The idea of hypnosis might conjure up cartoonish images of magicians in long coats, but that doesn’t mean it’s something not to be taken seriously. In fact, the benefits of hypnosis are far-reaching and proven, particularly as a form of psychological treatment.

To be specific, the scientific use of hypnosis dates as far back as the 18th century. Sigmund Freud himself used hypnosis in order to help his patients deal with neurosis, finding that his patients were able to delve deeper into their subconscious and recall traumatic events in order to heal.

Hypnosis and trauma

It’s this concept of using hypnosis to unearth buried experiences that makes the practice so useful. Maryville University link the growing field of child psychology to the fact that the behaviors and attitudes we develop as children carry on throughout our lives. While the effects of childhood trauma can be particularly deep-seated, however, traumatic events can alter you at any age. We suppress these events in order to move on, but doing so can actually hinder our ability to process properly access the situation.

Paste Magazine notes that symptoms of a traumatic event can include anxiety, nightmares, and even post-traumatic stress disorder (PTSD). To get PTSD is relatively uncommon, although the anxiety and dissociation are common outcomes that have the potential to severely hinder your day-to-day life.

How it works

Hypnosis works by allowing the patient to enter an increased state of calm and focus or by pulling up pleasant memories to aid in the healing process. When it comes to this increased state of calm, the extreme focus lets the patient access and retell details from the event without the brain snapping into a pattern of self-defense and dissociation. This recollection can sometimes be painful when it comes to traditional talk therapy, which then affects the trust a patient has with their therapist.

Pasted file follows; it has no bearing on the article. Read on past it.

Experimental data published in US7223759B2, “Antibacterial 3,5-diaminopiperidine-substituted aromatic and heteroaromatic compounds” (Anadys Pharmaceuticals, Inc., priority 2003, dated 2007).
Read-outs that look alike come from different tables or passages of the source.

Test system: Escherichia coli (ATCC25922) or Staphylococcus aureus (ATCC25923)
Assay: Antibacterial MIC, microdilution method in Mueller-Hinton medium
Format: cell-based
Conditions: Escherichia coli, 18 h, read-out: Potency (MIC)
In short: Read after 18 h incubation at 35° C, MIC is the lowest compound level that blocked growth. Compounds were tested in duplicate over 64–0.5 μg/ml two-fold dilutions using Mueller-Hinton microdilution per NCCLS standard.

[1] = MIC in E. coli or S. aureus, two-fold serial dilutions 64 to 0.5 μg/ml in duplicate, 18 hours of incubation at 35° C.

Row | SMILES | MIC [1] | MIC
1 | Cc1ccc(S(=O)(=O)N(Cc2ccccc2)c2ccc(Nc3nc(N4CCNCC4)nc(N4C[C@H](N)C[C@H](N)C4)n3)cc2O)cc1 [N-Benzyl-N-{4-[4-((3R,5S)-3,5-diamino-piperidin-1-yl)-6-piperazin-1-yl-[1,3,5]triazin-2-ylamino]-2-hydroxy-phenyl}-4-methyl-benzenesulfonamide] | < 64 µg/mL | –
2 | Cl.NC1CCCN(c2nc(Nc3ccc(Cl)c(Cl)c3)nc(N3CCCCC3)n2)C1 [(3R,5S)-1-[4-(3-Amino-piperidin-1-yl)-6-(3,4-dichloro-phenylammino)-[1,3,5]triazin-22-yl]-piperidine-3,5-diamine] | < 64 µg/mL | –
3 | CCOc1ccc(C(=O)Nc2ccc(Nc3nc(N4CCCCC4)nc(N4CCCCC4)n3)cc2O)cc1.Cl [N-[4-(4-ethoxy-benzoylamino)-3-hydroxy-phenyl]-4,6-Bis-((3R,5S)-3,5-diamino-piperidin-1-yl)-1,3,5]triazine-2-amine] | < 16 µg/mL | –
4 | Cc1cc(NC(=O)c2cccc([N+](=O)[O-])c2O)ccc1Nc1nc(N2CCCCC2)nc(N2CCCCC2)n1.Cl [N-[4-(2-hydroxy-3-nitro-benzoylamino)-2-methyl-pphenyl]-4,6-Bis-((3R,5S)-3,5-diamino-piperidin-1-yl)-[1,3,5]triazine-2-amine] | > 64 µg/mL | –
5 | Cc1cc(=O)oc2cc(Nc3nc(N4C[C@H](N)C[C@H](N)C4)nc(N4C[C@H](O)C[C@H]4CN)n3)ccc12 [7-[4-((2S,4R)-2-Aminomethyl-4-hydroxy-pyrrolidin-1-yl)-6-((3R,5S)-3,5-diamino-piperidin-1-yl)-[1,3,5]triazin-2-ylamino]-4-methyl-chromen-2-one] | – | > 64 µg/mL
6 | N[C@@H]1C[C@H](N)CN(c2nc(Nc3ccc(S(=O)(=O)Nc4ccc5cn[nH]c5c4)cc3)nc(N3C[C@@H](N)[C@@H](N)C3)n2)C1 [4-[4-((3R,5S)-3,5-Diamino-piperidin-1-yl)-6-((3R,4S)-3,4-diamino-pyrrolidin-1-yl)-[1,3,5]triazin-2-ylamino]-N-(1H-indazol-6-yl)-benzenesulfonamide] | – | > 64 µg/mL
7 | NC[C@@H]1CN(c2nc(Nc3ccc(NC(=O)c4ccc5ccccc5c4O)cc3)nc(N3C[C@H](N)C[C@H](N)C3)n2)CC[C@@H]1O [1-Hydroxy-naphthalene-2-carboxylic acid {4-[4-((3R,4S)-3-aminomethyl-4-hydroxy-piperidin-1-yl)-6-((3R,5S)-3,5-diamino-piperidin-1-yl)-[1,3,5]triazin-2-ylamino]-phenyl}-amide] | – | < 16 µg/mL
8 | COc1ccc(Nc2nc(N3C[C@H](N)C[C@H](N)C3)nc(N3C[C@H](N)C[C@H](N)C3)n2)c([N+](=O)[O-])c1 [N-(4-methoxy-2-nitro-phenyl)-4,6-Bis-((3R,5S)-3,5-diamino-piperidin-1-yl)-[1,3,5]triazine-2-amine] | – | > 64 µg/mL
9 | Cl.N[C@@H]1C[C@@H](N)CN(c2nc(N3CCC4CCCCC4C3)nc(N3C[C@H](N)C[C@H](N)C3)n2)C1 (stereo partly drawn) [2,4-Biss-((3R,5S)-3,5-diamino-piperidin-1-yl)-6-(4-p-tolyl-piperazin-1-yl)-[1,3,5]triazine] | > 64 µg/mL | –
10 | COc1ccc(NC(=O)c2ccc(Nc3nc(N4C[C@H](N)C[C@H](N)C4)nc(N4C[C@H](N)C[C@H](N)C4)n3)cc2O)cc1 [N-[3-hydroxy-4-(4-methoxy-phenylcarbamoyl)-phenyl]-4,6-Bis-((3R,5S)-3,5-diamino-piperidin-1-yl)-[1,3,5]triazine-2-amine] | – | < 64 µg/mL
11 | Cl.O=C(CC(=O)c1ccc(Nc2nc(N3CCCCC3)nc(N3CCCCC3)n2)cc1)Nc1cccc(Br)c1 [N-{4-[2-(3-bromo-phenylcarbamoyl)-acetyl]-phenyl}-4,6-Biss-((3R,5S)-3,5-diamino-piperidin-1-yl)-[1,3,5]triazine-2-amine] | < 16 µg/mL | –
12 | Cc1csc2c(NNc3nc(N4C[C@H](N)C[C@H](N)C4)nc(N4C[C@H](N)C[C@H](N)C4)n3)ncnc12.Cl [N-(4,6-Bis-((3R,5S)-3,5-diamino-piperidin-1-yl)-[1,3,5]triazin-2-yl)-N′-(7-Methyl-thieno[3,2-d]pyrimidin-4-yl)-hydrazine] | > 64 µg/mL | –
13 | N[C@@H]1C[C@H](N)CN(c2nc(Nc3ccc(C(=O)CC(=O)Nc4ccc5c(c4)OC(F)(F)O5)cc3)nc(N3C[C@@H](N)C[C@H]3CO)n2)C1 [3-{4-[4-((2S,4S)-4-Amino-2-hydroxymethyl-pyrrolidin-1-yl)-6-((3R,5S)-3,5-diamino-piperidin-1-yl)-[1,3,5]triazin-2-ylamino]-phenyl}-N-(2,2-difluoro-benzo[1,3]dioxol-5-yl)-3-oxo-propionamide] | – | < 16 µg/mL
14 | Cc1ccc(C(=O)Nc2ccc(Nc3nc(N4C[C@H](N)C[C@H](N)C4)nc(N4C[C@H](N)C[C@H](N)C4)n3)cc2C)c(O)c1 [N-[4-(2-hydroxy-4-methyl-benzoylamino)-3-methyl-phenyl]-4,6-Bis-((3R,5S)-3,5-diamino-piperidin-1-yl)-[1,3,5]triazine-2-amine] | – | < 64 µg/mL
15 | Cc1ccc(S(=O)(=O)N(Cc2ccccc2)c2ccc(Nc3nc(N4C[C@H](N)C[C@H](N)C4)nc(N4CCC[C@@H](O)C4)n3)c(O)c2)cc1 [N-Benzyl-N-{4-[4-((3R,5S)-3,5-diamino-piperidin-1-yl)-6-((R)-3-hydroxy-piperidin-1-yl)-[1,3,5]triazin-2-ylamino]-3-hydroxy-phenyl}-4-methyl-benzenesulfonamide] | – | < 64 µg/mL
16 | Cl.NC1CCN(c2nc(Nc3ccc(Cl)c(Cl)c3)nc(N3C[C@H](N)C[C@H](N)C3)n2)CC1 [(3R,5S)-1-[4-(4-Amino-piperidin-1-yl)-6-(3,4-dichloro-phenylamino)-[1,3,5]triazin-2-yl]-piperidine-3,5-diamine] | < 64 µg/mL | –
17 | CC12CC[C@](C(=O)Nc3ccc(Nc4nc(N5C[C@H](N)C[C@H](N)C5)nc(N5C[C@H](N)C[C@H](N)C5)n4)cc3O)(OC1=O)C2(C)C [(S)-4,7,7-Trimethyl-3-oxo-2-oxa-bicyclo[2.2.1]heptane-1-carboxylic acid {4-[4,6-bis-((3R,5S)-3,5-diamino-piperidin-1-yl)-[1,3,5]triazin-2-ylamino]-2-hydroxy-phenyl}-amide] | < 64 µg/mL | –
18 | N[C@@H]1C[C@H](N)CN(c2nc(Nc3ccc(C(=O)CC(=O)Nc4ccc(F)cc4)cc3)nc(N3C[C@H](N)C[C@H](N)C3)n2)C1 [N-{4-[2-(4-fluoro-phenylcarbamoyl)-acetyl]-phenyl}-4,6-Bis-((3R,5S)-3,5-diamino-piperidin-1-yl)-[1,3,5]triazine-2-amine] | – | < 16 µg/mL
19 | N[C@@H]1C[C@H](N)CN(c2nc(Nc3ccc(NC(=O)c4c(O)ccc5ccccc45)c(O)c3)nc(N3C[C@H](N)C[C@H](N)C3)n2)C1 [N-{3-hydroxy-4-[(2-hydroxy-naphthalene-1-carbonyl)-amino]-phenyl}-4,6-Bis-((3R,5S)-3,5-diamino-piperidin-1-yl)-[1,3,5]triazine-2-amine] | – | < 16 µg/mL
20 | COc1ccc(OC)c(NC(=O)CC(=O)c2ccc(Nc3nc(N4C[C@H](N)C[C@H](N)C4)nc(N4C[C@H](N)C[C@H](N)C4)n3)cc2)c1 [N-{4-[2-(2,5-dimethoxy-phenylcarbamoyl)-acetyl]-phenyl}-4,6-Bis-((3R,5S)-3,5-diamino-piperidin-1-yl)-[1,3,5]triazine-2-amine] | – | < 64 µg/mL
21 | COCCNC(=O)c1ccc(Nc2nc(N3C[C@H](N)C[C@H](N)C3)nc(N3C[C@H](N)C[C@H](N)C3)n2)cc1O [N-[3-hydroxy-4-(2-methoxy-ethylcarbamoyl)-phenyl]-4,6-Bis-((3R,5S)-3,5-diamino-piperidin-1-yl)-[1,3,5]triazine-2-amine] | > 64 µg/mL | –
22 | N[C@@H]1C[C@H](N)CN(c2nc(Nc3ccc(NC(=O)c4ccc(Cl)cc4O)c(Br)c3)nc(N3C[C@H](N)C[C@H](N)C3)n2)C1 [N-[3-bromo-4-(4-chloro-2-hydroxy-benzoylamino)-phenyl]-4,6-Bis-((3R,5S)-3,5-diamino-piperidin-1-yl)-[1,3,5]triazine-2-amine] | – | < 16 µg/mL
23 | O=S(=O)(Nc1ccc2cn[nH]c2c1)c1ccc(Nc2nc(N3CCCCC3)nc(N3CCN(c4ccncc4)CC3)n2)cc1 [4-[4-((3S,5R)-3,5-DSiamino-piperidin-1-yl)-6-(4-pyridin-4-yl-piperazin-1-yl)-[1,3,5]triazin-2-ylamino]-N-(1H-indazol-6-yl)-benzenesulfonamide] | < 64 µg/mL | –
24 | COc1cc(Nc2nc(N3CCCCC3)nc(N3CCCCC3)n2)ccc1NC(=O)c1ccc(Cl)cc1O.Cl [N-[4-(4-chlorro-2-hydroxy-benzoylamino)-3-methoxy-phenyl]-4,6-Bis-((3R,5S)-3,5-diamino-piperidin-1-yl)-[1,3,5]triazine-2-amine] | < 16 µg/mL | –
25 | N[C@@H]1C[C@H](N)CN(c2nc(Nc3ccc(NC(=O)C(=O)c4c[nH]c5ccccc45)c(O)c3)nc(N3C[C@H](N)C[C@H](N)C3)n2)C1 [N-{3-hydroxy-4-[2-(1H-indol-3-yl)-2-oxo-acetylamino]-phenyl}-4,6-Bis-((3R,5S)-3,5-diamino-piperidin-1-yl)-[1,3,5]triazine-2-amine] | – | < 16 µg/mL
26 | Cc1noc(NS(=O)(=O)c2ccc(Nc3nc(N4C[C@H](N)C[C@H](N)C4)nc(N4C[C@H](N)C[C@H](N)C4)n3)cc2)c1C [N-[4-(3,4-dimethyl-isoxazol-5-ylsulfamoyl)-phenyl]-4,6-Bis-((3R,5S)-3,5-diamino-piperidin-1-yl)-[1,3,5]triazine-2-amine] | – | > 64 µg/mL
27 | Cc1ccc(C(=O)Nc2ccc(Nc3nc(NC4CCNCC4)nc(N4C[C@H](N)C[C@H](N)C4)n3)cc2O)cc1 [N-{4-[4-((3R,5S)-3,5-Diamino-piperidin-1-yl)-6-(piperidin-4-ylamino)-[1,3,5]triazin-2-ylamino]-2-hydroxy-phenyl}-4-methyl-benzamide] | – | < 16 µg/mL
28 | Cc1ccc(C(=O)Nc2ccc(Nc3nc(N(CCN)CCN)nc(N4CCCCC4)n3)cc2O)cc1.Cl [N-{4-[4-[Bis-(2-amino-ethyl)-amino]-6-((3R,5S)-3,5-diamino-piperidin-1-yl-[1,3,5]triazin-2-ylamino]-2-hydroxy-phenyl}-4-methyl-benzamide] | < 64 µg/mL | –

Dissociation and trauma are linked because the hippocampus shuts down under such times of stress. The hippocampus is crucial for synthesizing our experiences, providing context and placing a particular incident within a particular time frame. Not having these connections can make it feel like the traumatic event is distant from the patient. Hypnosis essentially re-trains the patient’s brain to associate the traumatic event with more concrete instances, such as the safety of talking through the issue with a therapist. This process grounds the event, so to speak, thus allowing the patient to work through it.

The importance of partnership

For hypnosis to work, there needs to be a solid foundation of trust between the therapist and the patient. Writer Ilana Kaplan details her hypnosis process and says that it’s a two-way street. Her sessions begin with standard talk therapy, after which her hypnotist reads from a script that includes targeted messages to Kaplan’s subconscious. In order to make the script, the hypnotist has to first figure out what issues they need to target. The mere fact of going to a hypnotherapist session shows that a patient already has an intended plan, which means that their mind won’t accept a suggestion that doesn’t fall in line with this plan.

Many Americans already suffer from mood disorders such as depression and anxiety. These disorders take time to work through. In particular, traumatic events can take years to fully recover from. Hypnosis can help aid this process, especially when worked under the supervision of a trained hypnotist.

 

Article specially written for selfdevelopmentnetwork.com

By Ivy Jane

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